jerk-water (plural jerk-waters)

  1. (railroads, pejorative) A branch line train, using light equipment
    • 1918, Charmian London, Jack London and Hawaii, page 19
      The mail was brought by a tiny "jerk-water" bobtail dummy and coach run by one, Tony, from Pearl City, a mile away, to a station near the end of the peninsula.


  1. (US, colloquial, pejorative) Of an inhabited place, small, isolated, backward.
    • 1907, Charles Stelzle, Christianity's Storm Centre: A Study of the Modern City, page 103
      That seems to disappoint them, for every sociologist likes to go back to some jerk-water college and tell those who are in the sociological class how they had to get their information by pantomime."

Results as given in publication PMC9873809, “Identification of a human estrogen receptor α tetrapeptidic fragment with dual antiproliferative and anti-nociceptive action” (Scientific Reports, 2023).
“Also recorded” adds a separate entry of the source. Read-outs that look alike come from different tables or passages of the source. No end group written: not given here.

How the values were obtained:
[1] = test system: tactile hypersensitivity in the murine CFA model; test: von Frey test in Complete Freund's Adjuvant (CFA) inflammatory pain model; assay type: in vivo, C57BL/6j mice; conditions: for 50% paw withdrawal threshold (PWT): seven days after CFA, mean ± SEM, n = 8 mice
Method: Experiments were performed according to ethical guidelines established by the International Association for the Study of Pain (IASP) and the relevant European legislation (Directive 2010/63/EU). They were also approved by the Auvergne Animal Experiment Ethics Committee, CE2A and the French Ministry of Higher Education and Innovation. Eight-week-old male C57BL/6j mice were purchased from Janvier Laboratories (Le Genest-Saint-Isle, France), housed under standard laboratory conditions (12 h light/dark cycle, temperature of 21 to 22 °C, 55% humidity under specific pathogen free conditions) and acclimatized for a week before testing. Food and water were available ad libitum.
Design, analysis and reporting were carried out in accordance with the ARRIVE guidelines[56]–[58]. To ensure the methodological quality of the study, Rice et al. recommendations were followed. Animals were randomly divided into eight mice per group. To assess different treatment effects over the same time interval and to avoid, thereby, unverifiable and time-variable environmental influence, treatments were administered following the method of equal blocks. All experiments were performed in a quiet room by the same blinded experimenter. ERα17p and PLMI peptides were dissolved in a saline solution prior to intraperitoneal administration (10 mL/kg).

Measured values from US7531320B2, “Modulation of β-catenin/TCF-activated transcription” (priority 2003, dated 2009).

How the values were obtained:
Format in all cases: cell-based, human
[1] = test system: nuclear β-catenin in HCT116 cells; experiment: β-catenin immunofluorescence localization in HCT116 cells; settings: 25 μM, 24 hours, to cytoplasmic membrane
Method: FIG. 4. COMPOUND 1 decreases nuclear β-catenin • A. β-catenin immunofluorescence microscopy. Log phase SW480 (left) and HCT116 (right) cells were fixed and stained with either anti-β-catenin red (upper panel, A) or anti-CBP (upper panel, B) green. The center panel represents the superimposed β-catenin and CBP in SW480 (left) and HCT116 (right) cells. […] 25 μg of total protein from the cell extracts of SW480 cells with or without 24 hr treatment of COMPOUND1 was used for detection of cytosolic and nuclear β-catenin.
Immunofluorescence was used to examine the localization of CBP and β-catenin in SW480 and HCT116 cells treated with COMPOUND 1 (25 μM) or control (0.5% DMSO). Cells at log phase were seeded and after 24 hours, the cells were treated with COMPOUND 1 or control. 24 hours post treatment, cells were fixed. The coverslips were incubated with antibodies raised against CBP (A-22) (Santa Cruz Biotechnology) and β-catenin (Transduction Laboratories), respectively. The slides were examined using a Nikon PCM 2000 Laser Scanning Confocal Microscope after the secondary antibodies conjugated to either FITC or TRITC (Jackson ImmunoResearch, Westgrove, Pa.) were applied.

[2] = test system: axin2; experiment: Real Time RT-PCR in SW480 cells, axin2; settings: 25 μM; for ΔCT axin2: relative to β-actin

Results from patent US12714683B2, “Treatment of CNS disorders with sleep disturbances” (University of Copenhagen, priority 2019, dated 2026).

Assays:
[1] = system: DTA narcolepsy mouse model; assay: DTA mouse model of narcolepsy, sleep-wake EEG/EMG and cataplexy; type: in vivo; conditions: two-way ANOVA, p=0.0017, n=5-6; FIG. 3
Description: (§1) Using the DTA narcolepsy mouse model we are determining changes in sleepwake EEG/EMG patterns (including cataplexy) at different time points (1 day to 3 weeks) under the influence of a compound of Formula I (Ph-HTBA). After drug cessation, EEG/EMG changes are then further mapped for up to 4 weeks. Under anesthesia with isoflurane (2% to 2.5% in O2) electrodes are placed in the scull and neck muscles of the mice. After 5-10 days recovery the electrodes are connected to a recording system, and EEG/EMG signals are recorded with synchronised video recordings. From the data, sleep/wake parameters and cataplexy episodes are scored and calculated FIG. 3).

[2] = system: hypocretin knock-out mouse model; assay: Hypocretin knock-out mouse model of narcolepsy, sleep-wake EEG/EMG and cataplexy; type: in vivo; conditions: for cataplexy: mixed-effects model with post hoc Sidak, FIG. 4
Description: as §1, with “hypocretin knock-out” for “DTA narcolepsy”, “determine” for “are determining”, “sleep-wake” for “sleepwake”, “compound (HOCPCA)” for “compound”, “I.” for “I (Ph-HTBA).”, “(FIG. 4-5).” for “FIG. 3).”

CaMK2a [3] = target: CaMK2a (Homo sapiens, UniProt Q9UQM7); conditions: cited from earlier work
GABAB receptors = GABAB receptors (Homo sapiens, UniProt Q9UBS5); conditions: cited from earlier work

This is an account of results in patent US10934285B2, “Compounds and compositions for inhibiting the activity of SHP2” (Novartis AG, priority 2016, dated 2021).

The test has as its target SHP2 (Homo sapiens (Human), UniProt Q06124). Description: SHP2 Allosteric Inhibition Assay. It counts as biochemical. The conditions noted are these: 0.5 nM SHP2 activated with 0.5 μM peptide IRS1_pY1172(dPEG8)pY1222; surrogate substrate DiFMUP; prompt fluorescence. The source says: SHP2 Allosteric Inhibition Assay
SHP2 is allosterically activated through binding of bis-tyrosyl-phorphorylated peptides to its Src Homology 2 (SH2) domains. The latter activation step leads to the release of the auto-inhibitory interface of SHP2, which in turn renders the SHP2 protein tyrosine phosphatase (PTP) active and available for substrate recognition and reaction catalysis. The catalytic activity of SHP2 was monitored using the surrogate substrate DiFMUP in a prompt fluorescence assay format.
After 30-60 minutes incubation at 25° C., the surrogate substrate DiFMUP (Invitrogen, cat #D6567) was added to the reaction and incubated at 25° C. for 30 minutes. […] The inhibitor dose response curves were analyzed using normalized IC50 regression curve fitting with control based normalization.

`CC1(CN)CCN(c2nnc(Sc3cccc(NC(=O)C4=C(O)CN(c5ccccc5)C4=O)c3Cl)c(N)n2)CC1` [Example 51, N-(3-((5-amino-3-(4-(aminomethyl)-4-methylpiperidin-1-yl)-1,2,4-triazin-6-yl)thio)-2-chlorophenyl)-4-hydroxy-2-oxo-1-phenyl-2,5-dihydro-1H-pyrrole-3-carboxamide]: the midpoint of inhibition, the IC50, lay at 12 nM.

2. (US, colloquial, pejorative, railroads) Railroads with low traffic.
    • 1915, Daniel Jacob Hauer, The Economics of Contracting: A Treatise for Contractors, Engineers […], vol. II, page 212
      He had risen to the head of the greatest street car system in the world from the position of brakeman on a jerk-water railroad.
    • 1922, Edward Hungerford, Our Railroads To-morrow, page 297
      Can the keen-minded Mr. Willard at Baltimore be more anxious than the keen-minded Mr. Rea at Philadelphia to undertake the management of jerk-water branches in Connecticut or in Rhode Island or down on Cape Cod ?
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